Enkrateia (Greek ἐγκράτεια, "in power - from ἐν (en, “in”) + κράτος (krátos, “power”). Enkrateia comes from the adjective enkratês (ἐγκρατής from ἐν (en, “in”) which means possession, power over something or someone else + κράτος (krátos, “power”)). It results in the meaning of power over yourself, power over your own passions and instincts, self-control and self-mastery.
During Socrates' life three of his disciples, Isocrates, Xenophon and Plato, transformed the adjective enkratês to the noun enkrateia and gave it a different meaning: with them, enkrateia meant not power over something or someone else but power over yourself, power over your own passions and instincts, self-control.
For Aristotle, enkrateia is the antonym of akrasia (ἀκρασία from ἀ = without + κράτος = power, control) which means "lacking command (over oneself)". In this sense, enkrateia is the state of performing what is known to be a positive choice because of its positive consequences as opposed to akrasia, which is the state of performing what is known to be not a positive choice (because of its negative consequences), but nevertheless performing it because of its immediate pleasures.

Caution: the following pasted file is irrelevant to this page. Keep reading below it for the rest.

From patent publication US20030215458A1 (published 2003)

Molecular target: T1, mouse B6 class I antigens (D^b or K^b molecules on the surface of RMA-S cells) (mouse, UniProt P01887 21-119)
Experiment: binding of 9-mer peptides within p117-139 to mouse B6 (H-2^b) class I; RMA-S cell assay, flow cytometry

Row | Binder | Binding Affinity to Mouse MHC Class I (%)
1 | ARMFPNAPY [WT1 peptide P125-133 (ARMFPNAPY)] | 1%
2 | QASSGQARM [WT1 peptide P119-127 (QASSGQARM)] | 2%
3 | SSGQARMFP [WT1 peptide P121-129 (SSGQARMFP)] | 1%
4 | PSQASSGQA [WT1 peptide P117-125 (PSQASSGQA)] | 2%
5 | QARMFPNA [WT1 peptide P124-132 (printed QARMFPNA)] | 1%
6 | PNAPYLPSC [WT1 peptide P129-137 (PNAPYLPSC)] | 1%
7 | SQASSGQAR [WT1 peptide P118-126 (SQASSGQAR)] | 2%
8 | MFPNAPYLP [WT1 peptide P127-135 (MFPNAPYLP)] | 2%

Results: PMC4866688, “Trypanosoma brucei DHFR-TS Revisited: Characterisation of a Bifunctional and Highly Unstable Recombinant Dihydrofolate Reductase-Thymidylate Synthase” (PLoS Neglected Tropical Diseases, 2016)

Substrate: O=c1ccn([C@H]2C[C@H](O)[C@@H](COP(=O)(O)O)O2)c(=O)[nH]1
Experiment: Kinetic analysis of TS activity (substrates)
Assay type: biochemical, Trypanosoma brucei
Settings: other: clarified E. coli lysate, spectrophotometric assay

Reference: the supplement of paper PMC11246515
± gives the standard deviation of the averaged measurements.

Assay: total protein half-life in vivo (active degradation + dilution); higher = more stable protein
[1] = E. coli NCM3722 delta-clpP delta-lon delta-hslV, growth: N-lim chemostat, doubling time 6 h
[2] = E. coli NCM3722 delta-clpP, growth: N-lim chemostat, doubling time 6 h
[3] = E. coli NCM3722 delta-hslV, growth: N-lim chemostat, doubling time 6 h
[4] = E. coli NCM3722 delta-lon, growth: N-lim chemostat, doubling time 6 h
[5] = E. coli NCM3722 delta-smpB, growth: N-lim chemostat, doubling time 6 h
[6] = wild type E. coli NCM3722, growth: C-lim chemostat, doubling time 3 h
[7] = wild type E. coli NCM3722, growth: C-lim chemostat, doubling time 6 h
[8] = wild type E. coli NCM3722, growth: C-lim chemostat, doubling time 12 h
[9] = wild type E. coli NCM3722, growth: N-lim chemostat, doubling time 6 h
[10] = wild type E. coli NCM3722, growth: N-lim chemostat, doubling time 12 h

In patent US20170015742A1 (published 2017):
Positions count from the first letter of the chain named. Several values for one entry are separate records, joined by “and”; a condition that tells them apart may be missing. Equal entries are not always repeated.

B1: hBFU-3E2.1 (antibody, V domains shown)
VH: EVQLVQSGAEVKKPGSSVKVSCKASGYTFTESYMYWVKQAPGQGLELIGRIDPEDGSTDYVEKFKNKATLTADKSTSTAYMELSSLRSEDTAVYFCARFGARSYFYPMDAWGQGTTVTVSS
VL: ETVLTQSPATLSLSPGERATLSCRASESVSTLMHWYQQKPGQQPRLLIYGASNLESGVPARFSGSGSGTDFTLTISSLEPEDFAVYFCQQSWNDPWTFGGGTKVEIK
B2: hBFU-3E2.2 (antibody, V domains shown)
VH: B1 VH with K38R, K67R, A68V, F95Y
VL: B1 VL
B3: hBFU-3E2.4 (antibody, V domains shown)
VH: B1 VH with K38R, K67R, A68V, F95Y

To Xenophon, enkrateia is not a particular virtue but "the foundation of all virtues".
Enkrateia is mentioned thrice in the New Testament, in the lists of virtues in Acts 24:25, Galatians 5:23, and 2 Peter 1:6. The King James Version renders the word "temperance."
- Jaeger, W. (1943) Paideia: The Ideals of Greek Culture. Volume 2: In Search of the Divine Centre. New York and Oxford: Oxford University Press. pp 52-57
- Akrasia in Greek Philosophy: From Socrates to Plotinus (2007) Christopher Bobonich and Pierre Destrée (ed.) Brill. p. 9
- Jaeger, W. (1943) Paideia: The Ideals of Greek Culture. Volume 2: In Search of the Divine Centre. New York and Oxford: Oxford University Press. p. 54
- Strong's Concordance, Word no. 1466, https://biblehub.com/greek/strongs_1466.htm